It's often said that the clock is an unmerciful, omnipotent despot and that no power on earth can alter its decrees. But as we will see in Chapter 2, "Caffeine and Your Body Clock," caffeine enables us to defy the clock by working longer and maintaining our alertness, speed, and diligence. The advantage we gain can help us succeed at work and even save our lives on the highway. When Edison invented the light bulb in 1879, he caused an upheaval in human sleep patterns. This invention, which brought about both late nights and the stretching of our natural 24-hour daily rhythm into a 25-hour cycle, is one of the major factors in shaping the modern world in a way that benefits from caffeine. Most people do not realize that their body actually operates on a twenty-five- rather than a twenty-four-hour schedule, and caffeine can enable us to fit in more comfortably with the demands of the clock.
In Chapter 3, "The Jet Lag Program," we teach you the secret of overcoming jet lag by using caffeine's power to help regulate your cycles of waking and sleeping and quickly and painlessly adjust to a new time zone without missing a beat.
In Chapter 4, "Sharpening Your Mind," we explore caffeine's astounding power to make us smarter. By improving abstract reasoning, reaction time, memory, and the ability to concentrate, caffeine enables us to exceed our normal levels of intellectual attainment and accomplish more in our work and our personal lives.
Caffeine has been used for hundreds of years by many great artists and scientists to boost their creativity. In Chapter 5, "Enhancing Your Creativity," we present an overview of the contribution that caffeine has made to the production of the arts and sciences and suggest ways it may help you to become more creative in your own life.
We all have moments when we feel stuck in a bad mood. In Chapter 6, "Getting in a Good Mood," we present caffeine's mood-enhancing powers, including the ability to make you more optimistic, clearheaded, upbeat, dynamic, forceful, relaxed, and friendly.
In Chapter 7, "Relaxation and Meditation," we explain the truth behind the coffee break: how caffeine, at the same time as it increases energy levels, also increases calmness, tranquility, and serenity and may even foster an improved ability to meditate.
The Greeks knew the wisdom of aspiring to a sharp mind in a fit body. In Chapter 8, "Improving Your Athletic Performance," we review the proven improvements caffeine can make in virtually every kind of athletic activity, including endurance sports, sprinting, and strength training. In Chapter 9, "How Much to Take and When to Take It to Boost Athletic Attainment," we show you how to use caffeine strategically to get more out of your workouts and even to become a winner in competitive events.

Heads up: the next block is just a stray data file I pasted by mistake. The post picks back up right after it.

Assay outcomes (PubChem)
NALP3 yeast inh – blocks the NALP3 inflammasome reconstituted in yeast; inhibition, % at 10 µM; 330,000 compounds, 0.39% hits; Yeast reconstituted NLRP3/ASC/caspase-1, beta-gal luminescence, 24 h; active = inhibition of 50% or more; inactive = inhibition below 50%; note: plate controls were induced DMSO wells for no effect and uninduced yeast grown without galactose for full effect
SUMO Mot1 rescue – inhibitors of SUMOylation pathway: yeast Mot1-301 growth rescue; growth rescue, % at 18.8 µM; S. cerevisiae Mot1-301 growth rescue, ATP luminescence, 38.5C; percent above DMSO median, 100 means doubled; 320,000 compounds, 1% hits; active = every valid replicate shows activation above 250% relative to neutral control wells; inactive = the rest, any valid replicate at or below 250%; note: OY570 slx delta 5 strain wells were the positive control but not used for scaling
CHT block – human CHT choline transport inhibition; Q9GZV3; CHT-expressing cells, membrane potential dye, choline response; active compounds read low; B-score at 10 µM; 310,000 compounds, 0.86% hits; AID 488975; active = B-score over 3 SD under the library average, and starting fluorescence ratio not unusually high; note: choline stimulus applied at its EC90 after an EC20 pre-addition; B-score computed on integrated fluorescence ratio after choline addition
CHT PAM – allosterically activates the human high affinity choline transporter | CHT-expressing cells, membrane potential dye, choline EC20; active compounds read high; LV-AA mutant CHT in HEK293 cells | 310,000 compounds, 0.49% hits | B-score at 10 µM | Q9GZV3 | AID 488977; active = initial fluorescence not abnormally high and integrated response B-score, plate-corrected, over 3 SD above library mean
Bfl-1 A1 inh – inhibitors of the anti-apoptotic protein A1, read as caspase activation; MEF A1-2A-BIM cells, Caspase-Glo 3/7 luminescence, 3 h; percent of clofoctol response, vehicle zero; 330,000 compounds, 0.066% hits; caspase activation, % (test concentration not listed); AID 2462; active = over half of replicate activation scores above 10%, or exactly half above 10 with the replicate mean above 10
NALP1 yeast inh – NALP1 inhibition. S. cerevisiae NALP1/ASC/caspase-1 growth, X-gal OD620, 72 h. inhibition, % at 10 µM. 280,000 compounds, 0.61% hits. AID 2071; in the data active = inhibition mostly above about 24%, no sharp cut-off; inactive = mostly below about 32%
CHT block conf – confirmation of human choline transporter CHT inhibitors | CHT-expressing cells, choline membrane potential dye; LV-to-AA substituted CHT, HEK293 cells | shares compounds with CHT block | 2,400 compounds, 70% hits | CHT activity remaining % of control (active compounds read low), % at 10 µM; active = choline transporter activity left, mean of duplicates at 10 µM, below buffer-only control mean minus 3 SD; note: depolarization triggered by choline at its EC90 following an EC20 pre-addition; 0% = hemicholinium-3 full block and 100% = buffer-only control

Carrying on the theme of physical fitness, in Chapter 10, "Weight Loss," we show you how you can use caffeine to curb your appetite and burn fat, so you can lose weight faster and keep it off.
Caffeine delivers a host of immediate benefits to your mind and body. However, that is not the whole story of its amazing powers. In Chapter 11, "An Elixir of Life? Caffeine and Staying Younger," we describe the ways caffeine actually works to keep us younger longer. And in Chapter 12, "Caffeine and Good Health," we explore the many ways caffeine can contribute to our health and help us fight disease, and we also fully consider the few caveats that attend its use.
The scientific and cultural sources of our information are extensively noted at the end of the book, where you will find references to many of the most important journal articles and books we consulted.
As you read this book, consider that you are getting to know an old friend better -- an old friend who, it turns out, can do a great deal to help you lead a happier, healthier, more productive life.
Copyright © 2002 by Bennett Alan Weinberg and Bonnie K. Bealer